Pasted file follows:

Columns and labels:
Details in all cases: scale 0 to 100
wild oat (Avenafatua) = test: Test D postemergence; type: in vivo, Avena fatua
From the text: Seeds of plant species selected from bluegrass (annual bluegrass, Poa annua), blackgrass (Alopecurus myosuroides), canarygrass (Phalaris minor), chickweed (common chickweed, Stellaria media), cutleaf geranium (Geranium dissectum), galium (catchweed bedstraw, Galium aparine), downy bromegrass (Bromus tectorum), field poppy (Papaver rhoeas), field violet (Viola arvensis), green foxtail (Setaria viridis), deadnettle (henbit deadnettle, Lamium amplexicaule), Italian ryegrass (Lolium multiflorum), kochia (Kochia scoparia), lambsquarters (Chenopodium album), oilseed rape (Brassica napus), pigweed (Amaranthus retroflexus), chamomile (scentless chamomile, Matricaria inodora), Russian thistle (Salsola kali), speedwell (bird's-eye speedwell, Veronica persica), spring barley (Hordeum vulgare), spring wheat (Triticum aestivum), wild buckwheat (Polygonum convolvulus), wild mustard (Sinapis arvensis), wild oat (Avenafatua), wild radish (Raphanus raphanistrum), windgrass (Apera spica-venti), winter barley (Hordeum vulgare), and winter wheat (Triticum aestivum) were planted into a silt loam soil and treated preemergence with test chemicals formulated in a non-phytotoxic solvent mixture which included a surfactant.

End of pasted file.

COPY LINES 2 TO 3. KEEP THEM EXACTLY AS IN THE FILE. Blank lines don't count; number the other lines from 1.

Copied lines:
Details in all cases: scale 0 to 100
wild oat (Avenafatua) = test: Test D postemergence; type: in vivo, Avena fatua